If only Marie knew the truth. If only she knew about Hank -- and I didn't want her to know. It wasn't hard to figure out that Marie would learn the truth soon, and waiting for that moment was nauseating. "You have got to prepare yourself," Marie told Skyler, and it felt like a kick in the gut.
The thing is, we're at the point in the story where all the chickens are coming home to roost. Every consequence of every single choice Walter White has made is landing with unbelievable force. Given how many terrible things he's done and the awful events he's set in motion, those consequences should land like a ton of bricks. I just didn't expect so much of it to land in such a concentrated way in one episode. It was pummeling, it was punishing, but I can't think of a thing I'd change.
I'll never be able to forget the moment that Skyler picked up the knife. Her fight with Walter. The baby crying in the background. Walt Jr's confusion and fury and the way he leaped to his mother's defense. It was all ... yeah. Accurate.
"We are a family." That "sneer of cold command" on Walt's face.
It got worse. It got so much worse. Walter kidnapped his own terrified daughter and the look on Skyler's face as she ran down the street after them.... Is it possible to ever forget that? I almost want to.
This is the ugliness at the heart of this story, the heart of darkness. Everything from here on out is just filling in the blanks (and I have no doubt that those blanks will be filled in skillfully in the next two episodes). But this is the terminus, the destination, the place we have been waiting to arrive at. This is the face of evil -- evil that masquerades as everything else under the sun, evil that brings on the kind of decay Shelley wrote about.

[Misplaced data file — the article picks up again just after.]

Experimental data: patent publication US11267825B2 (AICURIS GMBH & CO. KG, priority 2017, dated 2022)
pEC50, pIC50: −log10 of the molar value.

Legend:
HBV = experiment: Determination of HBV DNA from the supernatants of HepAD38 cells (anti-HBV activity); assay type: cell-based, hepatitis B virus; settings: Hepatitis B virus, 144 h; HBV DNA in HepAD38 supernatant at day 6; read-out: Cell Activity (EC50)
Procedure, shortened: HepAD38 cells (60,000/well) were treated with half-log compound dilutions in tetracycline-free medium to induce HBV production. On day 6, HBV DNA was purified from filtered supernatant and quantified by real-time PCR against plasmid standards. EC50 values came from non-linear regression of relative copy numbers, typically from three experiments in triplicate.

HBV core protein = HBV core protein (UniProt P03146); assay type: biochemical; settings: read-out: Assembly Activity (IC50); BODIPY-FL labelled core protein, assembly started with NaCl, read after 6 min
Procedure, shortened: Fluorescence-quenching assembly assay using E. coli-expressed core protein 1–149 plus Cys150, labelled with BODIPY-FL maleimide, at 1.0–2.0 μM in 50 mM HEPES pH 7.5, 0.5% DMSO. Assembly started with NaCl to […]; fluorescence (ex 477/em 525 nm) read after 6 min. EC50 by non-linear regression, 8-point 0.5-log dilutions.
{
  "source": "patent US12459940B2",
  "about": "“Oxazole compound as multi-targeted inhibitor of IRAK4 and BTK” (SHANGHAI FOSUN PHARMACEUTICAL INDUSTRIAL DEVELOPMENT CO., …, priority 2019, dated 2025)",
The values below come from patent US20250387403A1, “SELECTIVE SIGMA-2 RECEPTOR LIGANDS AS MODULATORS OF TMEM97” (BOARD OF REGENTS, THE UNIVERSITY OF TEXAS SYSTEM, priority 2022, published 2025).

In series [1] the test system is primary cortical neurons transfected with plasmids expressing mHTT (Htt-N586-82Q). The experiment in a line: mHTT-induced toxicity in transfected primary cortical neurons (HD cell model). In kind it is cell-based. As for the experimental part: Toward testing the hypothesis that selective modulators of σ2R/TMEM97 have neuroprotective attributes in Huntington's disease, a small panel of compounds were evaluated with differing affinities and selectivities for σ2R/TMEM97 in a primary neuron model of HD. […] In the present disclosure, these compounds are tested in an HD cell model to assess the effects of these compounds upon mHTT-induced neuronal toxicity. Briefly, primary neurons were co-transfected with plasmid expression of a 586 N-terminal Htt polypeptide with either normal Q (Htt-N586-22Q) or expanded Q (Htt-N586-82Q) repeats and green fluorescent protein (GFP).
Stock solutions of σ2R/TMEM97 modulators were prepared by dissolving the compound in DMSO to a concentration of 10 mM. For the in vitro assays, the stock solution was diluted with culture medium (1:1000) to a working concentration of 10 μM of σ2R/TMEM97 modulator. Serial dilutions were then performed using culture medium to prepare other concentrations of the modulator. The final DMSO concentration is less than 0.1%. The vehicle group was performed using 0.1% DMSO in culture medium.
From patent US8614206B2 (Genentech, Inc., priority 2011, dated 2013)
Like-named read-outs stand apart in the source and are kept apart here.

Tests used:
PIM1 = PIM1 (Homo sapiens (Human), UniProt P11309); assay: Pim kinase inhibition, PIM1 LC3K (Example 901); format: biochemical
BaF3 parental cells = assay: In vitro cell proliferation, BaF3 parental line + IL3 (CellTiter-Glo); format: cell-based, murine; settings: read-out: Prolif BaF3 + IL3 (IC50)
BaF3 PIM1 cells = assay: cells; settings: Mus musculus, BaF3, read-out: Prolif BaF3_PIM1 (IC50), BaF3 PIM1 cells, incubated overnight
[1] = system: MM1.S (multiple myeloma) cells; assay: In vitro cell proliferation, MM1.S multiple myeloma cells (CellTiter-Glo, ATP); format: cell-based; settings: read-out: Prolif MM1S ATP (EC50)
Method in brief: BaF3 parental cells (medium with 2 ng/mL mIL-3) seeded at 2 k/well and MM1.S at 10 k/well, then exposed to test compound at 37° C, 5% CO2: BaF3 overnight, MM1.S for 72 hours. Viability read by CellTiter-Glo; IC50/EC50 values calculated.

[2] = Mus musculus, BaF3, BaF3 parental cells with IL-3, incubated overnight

Walt's side of the conversation may well have been an act for the police. Walt's final communication with Skyler may have been, at least in part, his attempt to clear her of responsibility (and his way of of letting Marie know that Hank wasn't coming back). But there was something horrible clinical about Walt's rage. It was so pure, so fully formed -- so truthful, in so many ways that matter. That fury and rage and hatred had been waiting. The black hole inside him had been there all along. This was an aria from Heisenberg, who was telling everyone he'd ever had to deal with to "look on my works, ye Mighty, and despair!"
I can't even think about Jesse chained up like an animal, cooking meth for Uncle Jack and his awful crew. What's worse for Jesse, having to deal with the matter-of-fact, bland pathology of Todd, or being alternately conned and cared for by Mr. White? I guess we know the answer to that now.
Many fans have long wondered how Jane's death would be addressed before the end of the show. I never expected Walt to tell Jesse himself, in the hopes of completely destroying whatever humanity was left in his former protege. Jesse's beat-up face as he looked at that photo of Andrea and Brock -- I didn't think things could get that much worse for Jesse. How wrong that assumption was. Among the scribbles in my notebook: POOR JESSE.
A long time ago, around the end of Season 3, I recall writing that the characters of "Breaking Bad" would never make me cry. I could not have been more wrong about that.
Full Recap at Source